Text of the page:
A 26-year-old Brazil-born woman was hospitalized because of severe headaches that increased in severity when she moved her head. T2-fluid attenuated inversion recovery magnetic resonance imaging showed a cystic-like lesion in the right occipital horn of the lateral ventricle (Figure 1). Repeat magnetic resonance imaging of a ventral decubitus position showed that the free-floating cyst shifted anteriolaterally to the base of the lateral ventricle (Figure 2) and partially occluded the interventricular foramen (Figure 3). Enzyme-linked immunosorbent assay identified IgG against Taenia solium cysticercosis in cerebrospinal fluid and serum samples.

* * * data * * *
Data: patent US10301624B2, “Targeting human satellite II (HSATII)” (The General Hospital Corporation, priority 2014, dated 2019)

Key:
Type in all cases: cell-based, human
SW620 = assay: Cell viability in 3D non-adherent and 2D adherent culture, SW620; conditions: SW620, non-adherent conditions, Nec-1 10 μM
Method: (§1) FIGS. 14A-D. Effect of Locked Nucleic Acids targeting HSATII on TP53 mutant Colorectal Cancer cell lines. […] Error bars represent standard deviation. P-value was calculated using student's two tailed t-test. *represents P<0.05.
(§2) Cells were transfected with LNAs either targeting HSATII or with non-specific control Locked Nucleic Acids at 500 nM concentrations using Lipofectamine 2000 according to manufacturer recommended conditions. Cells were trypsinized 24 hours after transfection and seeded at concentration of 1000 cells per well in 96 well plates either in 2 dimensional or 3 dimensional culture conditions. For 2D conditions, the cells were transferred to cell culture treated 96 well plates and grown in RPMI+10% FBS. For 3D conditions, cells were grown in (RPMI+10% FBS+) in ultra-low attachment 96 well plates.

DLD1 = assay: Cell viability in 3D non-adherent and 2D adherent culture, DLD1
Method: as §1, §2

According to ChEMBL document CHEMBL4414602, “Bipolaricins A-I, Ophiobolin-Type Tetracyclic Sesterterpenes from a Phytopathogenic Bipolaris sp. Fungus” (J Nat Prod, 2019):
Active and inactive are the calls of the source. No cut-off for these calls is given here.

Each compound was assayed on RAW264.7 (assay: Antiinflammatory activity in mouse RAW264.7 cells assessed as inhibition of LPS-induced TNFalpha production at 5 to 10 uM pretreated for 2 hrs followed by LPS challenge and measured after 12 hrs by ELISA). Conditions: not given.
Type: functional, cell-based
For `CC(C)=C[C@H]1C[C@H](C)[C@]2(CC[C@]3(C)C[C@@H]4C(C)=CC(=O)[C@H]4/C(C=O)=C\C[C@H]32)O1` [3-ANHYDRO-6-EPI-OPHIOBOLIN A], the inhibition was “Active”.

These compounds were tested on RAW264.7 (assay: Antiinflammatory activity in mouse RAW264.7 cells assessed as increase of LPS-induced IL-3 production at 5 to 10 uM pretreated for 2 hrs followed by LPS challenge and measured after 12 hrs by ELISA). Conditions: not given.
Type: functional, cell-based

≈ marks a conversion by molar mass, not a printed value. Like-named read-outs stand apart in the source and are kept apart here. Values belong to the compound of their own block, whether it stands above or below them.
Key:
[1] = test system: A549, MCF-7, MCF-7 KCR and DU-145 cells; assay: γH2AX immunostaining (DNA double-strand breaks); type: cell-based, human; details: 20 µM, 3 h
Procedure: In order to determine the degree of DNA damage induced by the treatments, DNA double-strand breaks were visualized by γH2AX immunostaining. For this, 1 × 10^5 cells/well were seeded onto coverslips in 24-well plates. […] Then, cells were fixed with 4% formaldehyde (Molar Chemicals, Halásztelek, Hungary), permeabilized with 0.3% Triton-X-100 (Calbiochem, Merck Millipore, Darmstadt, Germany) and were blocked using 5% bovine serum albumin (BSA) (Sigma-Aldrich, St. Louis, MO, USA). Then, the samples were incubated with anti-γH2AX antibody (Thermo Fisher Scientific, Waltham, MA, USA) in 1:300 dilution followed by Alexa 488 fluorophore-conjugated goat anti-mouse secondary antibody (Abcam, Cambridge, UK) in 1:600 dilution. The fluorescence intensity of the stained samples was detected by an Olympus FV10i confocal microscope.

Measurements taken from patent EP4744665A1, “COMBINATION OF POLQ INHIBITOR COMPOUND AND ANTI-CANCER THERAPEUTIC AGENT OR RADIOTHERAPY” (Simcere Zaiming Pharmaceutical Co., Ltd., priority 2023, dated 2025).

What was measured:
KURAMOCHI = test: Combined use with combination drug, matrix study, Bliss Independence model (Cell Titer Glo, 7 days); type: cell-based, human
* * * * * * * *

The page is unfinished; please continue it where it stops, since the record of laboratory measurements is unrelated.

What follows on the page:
She underwent uneventful neuroendoscopic removal of a 1.3-cm cyst (Figure 4) that was histologically compatible with a T. solium larval stage infection. Positional headaches, a characteristic feature of spontaneous intracranial hypotension, cluster headaches, and various brain tumors such as colloid cysts, are commonly self-reported by patients with intraventricular neurocysticercosis. Infections with this parasite result in partial and temporary cerebrospinal fluid obstruction of the ventricular system.1 Neuroendoscopic removal has been performed in persons with intraventricular neurocysticercosis and shows minimal perioperative complications,2 such as in our patient.
Citow JS, Johnson P, McBride DQ, Ammirati M, 2002. Imaging features and surgery-related outcomes in intraventricular neurocysticercosis. Neurosurg Focus 12: e6.